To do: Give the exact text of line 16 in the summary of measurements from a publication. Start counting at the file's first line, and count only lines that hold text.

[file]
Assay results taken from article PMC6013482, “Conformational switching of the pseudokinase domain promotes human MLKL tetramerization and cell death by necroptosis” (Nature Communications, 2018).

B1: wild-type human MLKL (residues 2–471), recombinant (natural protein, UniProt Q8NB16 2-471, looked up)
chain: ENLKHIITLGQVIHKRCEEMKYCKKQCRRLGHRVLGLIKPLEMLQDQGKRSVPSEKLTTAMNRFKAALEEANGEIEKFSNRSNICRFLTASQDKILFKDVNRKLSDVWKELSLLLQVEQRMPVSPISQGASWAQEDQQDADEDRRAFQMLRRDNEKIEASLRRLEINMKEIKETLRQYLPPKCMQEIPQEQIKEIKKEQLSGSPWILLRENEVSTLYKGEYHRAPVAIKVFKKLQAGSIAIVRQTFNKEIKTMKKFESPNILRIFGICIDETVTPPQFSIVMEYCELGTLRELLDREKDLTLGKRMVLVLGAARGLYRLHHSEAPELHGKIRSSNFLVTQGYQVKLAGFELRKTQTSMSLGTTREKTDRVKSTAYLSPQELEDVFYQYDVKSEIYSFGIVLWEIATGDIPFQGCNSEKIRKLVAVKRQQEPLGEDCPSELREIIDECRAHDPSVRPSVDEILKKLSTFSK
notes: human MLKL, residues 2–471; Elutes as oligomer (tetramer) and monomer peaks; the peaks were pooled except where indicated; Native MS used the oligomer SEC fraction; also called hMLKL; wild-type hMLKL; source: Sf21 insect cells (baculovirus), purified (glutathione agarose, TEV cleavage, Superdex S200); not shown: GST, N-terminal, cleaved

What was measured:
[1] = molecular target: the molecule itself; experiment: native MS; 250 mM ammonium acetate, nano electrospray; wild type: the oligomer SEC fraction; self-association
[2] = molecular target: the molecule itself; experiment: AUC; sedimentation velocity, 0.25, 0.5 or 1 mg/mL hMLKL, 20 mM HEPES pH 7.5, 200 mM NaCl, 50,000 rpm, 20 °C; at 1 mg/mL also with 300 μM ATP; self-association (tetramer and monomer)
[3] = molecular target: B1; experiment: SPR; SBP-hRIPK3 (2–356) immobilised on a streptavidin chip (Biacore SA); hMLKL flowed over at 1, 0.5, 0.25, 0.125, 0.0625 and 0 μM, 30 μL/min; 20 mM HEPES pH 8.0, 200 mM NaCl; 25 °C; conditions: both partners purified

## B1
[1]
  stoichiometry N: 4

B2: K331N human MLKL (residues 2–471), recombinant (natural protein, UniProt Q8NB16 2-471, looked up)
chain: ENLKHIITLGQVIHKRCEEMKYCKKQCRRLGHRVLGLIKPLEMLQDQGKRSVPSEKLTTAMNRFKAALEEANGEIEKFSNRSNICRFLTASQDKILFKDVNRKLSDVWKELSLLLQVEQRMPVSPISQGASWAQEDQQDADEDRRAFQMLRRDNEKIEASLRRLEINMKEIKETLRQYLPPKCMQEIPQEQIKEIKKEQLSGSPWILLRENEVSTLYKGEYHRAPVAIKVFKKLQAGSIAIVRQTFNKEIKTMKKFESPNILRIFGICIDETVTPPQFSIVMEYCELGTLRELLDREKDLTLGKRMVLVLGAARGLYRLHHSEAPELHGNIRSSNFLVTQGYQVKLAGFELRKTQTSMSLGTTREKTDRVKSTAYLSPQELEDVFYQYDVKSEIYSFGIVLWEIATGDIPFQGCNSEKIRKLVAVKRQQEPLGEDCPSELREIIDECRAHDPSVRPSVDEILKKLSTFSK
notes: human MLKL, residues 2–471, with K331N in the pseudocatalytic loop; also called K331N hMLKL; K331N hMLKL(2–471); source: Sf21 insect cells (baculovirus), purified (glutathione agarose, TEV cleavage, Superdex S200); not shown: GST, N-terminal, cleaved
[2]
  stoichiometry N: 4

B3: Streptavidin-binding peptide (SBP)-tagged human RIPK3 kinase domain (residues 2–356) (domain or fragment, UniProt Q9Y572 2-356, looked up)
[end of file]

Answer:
  stoichiometry N: 4